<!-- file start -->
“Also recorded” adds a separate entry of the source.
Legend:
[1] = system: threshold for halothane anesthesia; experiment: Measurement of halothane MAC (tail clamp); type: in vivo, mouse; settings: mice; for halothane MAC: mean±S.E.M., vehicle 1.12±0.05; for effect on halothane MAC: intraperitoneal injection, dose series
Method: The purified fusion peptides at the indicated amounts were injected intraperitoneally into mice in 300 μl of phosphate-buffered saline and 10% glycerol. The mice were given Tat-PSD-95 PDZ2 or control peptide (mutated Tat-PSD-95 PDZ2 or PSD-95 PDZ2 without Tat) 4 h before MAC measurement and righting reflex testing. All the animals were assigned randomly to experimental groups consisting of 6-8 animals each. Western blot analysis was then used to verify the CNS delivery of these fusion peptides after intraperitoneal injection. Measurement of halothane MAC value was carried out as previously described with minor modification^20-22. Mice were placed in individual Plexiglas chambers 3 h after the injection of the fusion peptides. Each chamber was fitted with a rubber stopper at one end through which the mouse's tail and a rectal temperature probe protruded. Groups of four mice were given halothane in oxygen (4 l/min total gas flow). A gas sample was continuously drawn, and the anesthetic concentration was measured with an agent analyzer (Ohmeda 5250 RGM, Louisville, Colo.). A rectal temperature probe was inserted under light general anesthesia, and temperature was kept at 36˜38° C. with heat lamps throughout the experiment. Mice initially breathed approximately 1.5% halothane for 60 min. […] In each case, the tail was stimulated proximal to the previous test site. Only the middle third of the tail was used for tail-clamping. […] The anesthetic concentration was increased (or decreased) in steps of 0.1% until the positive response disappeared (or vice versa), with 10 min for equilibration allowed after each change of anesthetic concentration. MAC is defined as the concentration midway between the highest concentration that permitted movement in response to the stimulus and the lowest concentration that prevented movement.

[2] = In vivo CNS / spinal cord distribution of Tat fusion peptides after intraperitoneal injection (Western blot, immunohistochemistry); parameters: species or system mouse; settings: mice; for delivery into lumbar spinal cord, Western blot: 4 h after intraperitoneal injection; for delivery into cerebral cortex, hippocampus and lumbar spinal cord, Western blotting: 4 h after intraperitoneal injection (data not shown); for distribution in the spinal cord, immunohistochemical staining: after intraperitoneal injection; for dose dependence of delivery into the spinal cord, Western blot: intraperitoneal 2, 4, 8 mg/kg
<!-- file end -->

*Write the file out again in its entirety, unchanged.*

“Also recorded” adds a separate entry of the source.
Legend:
[1] = system: threshold for halothane anesthesia; experiment: Measurement of halothane MAC (tail clamp); type: in vivo, mouse; settings: mice; for halothane MAC: mean±S.E.M., vehicle 1.12±0.05; for effect on halothane MAC: intraperitoneal injection, dose series
Method: The purified fusion peptides at the indicated amounts were injected intraperitoneally into mice in 300 μl of phosphate-buffered saline and 10% glycerol. The mice were given Tat-PSD-95 PDZ2 or control peptide (mutated Tat-PSD-95 PDZ2 or PSD-95 PDZ2 without Tat) 4 h before MAC measurement and righting reflex testing. All the animals were assigned randomly to experimental groups consisting of 6-8 animals each. Western blot analysis was then used to verify the CNS delivery of these fusion peptides after intraperitoneal injection. Measurement of halothane MAC value was carried out as previously described with minor modification^20-22. Mice were placed in individual Plexiglas chambers 3 h after the injection of the fusion peptides. Each chamber was fitted with a rubber stopper at one end through which the mouse's tail and a rectal temperature probe protruded. Groups of four mice were given halothane in oxygen (4 l/min total gas flow). A gas sample was continuously drawn, and the anesthetic concentration was measured with an agent analyzer (Ohmeda 5250 RGM, Louisville, Colo.). A rectal temperature probe was inserted under light general anesthesia, and temperature was kept at 36˜38° C. with heat lamps throughout the experiment. Mice initially breathed approximately 1.5% halothane for 60 min. […] In each case, the tail was stimulated proximal to the previous test site. Only the middle third of the tail was used for tail-clamping. […] The anesthetic concentration was increased (or decreased) in steps of 0.1% until the positive response disappeared (or vice versa), with 10 min for equilibration allowed after each change of anesthetic concentration. MAC is defined as the concentration midway between the highest concentration that permitted movement in response to the stimulus and the lowest concentration that prevented movement.

[2] = In vivo CNS / spinal cord distribution of Tat fusion peptides after intraperitoneal injection (Western blot, immunohistochemistry); parameters: species or system mouse; settings: mice; for delivery into lumbar spinal cord, Western blot: 4 h after intraperitoneal injection; for delivery into cerebral cortex, hippocampus and lumbar spinal cord, Western blotting: 4 h after intraperitoneal injection (data not shown); for distribution in the spinal cord, immunohistochemical staining: after intraperitoneal injection; for dose dependence of delivery into the spinal cord, Western blot: intraperitoneal 2, 4, 8 mg/kg